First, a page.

Buffy Sainte-Marie Finally Gets Her Due.

Terry Baum
4 min readNov 24, 2022


Buffy Sainte-Marie

Somehow, it seems appropriate, on the eve of Thanksgiving, to write about a wonderful Indigenous singer and activist whose music was actually censored by the U.S. government — an artist who is, at 81, finally up where she belongs.

Have you ever heard Buffy Sainte-Marie sing in concert, live? The first times for me were in the 60s and early 70s. She sang of love, as everyone does, and she sang of the injustices perpetrated against her people, Indigenous people. I never heard anyone else sing about that in the 60s. So Buffy was educating me as she entertained me.

Whether the lyrics spoke of the delights of love or the history of her people, somehow a current of joy flowed from the singer to me in the audience. Buffy Sainte-Marie always lifted me up. She was one of those joyful performers.

Most recently, I heard her at a free concert outside Lincoln Center in New York. It was 1997. I remember seeing the poster advertising the event. Buffy Sainte-Marie? I hadn’t heard her name in years, decades. Where had she been? To me, she remained a star. I had to go to that concert. I dragged an unwilling friend along with me.

We came early to that cold, concrete pavilion, because I was certain the event would be mobbed. But no. It was a decent crowd, but there were empty chairs. How could this be?

Oh well. She had the same bright, rich voice, the same beauty, the same rage against injustice, the same poetry in her lyrics. The same joy flowing outward to us. Wow. I didn’t realize how much I had missed her. My friend was appropriately blown away.

And now, Sainte-Marie, 81 years old, is the subject of an “American Masters” documentary on PBS, “Buffy Sainte-Marie: Carry It On.” And there is a long article about her in the NY Times. So she is finally getting her due. She has inspired singers from Joni Mitchell to Robbie Robertson to the Indigo Girls. “She’s a massive bright light and a guide to so many,” said Indigenous singer, Tanya Tagaq.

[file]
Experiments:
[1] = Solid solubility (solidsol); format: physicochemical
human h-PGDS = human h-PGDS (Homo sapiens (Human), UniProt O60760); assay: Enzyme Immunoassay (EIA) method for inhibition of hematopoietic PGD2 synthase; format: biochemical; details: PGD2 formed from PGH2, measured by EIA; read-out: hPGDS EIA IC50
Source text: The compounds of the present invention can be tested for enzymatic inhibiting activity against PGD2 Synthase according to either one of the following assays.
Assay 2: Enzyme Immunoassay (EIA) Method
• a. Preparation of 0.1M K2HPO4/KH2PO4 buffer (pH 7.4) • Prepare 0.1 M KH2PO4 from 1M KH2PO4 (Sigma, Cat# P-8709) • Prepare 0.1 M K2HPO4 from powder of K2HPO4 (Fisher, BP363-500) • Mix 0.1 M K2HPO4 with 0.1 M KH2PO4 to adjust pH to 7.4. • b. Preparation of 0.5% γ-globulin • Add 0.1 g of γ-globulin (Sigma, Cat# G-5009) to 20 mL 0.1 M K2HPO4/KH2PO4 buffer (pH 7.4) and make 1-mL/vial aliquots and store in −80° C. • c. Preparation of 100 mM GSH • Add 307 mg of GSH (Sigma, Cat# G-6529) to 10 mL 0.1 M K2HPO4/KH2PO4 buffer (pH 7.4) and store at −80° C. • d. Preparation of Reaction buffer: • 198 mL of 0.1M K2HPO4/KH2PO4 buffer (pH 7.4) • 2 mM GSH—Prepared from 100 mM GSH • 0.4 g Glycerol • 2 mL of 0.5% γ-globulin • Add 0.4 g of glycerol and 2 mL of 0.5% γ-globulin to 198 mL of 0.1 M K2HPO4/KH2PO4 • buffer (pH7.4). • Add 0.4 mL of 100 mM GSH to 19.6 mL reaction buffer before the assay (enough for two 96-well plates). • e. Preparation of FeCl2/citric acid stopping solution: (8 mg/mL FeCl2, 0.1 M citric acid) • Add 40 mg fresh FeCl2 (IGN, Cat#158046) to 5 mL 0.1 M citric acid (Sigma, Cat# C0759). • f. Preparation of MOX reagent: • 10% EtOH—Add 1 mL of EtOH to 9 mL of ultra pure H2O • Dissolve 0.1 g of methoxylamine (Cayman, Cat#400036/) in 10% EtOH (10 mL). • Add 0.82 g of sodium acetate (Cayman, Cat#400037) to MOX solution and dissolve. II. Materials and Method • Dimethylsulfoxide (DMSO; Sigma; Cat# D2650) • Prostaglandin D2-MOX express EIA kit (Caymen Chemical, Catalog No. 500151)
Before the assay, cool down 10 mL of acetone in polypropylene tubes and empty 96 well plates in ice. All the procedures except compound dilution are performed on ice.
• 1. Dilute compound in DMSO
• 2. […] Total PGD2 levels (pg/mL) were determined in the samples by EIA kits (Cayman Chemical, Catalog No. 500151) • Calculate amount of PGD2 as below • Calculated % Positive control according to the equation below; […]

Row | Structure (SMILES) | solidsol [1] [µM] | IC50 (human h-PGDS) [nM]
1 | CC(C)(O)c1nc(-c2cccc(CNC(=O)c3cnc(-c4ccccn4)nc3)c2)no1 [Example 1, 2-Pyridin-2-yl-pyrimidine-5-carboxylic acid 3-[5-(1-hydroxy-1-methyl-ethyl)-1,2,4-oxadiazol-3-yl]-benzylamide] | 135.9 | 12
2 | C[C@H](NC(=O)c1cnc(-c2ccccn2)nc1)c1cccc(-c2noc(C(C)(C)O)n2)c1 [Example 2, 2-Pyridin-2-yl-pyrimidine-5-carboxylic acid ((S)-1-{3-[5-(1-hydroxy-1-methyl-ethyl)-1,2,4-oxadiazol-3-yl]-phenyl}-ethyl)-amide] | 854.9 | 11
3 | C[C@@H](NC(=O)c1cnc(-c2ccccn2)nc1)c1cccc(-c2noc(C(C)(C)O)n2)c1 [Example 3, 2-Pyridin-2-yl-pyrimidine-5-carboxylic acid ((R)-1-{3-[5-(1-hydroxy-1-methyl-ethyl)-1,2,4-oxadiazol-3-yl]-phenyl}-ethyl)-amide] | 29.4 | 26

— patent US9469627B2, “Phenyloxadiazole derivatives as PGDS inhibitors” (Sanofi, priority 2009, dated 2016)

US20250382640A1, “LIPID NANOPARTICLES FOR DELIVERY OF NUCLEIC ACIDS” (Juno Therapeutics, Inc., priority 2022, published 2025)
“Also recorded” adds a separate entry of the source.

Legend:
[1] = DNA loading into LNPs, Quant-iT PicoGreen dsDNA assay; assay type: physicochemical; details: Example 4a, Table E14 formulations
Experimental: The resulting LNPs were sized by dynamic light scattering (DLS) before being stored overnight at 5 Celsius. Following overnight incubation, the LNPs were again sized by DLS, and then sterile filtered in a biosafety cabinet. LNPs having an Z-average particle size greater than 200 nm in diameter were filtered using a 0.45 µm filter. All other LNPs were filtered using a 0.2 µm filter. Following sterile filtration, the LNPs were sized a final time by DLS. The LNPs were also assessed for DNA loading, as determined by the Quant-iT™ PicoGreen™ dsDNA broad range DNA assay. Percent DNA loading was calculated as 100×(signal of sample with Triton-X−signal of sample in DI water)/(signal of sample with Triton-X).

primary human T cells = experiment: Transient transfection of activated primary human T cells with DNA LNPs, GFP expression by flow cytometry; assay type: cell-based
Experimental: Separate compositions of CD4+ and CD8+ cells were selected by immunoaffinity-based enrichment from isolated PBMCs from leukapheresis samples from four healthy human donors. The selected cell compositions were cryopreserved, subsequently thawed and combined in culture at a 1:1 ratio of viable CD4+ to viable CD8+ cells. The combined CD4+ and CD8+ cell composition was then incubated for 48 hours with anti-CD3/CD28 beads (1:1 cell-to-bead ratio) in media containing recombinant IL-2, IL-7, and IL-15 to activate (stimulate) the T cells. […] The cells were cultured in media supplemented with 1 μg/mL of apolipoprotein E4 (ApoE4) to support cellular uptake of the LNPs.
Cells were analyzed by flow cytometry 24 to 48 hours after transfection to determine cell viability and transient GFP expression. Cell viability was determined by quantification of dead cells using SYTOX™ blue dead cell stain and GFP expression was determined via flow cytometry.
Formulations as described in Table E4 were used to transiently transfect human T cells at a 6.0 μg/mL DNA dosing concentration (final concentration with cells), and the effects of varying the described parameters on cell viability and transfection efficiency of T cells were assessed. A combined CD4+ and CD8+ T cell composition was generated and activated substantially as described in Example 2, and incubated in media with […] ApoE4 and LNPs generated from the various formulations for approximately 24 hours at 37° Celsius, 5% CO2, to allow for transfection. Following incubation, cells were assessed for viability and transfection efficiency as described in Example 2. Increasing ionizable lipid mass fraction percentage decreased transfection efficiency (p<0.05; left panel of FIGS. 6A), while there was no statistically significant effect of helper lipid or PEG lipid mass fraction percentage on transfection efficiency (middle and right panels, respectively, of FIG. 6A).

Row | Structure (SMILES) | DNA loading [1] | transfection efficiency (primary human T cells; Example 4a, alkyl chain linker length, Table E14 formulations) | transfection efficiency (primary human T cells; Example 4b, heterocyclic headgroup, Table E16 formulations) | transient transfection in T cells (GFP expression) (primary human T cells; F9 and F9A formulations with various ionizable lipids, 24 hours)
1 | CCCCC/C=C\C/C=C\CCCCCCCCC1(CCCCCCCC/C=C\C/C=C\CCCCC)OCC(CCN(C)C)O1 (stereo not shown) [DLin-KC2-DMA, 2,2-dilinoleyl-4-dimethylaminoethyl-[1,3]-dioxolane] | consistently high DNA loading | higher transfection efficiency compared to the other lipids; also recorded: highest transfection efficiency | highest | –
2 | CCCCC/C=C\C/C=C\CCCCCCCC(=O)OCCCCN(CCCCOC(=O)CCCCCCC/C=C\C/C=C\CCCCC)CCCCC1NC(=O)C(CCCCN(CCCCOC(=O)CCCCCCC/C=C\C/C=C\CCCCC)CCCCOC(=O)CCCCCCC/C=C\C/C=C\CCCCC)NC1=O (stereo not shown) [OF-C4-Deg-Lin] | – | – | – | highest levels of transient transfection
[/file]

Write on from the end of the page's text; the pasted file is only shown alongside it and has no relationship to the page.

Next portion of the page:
Sainte-Marie is the first Indigenous person to win an Oscar, for her pop hit, “Up Where We Belong,” used in the movie “An Officer and a Gentleman.” And she’s the first woman to breastfeed her baby on television, on an episode of Sesame Street! (“Lots of mothers feed their babies this way,” she explained to an inquisitive Big Bird.)

That’s quite a range of accomplishments. And yet somehow, as she became more active in the American Indian Movement in the 60s, Sainte-Marie found it more and more difficult to get a concert booking.

From the NY Times:

“Years later, before an American radio interview, a D.J. apologized to her for pulling her music from his programming in that era. He then showed her a letter, on White House stationery, commending him for having suppressed Sainte-Marie’s music. She was flabbergasted.

I was having a heck of a time in other countries,” Sainte-Marie said, “and when I came back to the U.S. everything had kind of gone away and my records weren’t played.” It “never occurred” to her, she said, “that there was a government-supported ban of her music. I just thought, singers come, singers go.”

Is that the reason that Buffy Sainte-Marie kind of disappeared? Is this why she isn’t as well-known as, say, Joan Baez? I assumed she’d chosen to do other things with her time — was totally focused on activism or raising her kids. And, yes, she was doing those things. But she also couldn’t get a concert booking in this country because her songs were kept off the radio, by secret government fiat! Were other musicians subject to this kind of secret censorship? Secret censorship is impossible to fight!

The Times article concludes:

Despite the challenges she faced, Sainte-Marie’s hopeful energy and radiant smile seem impermeable to cynicism and despair. “I don’t like misery of any kind,” she said. “So if something starts bothering me, I either put up an umbrella or I go inside. I do something about it, because I’m really uncomfortable being unhappy.”

These final words from Buffy Sainte-Marie stopped my brain in its tracks.

Uncomfortable being unhappy

Am I also “uncomfortable being unhappy”? I think I must answer no. Unlike Buffy, I am often very comfortable being unhappy. My unhappiness seems appropriate, inevitable, perhaps deserved.

Certainly her refusal to be unhappy must be part of the radiance that both I and the Times interviewer have experienced.

Thanks, Buffy, for revealing the secret of your flowing joy.

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Terry Baum

Terry Baum is an actress, director, teacher, filmmaker, political activist, and award-winning lesbian playwright. Her blog BAUMBLOG is a “Top 100 LGBTQ Blog.”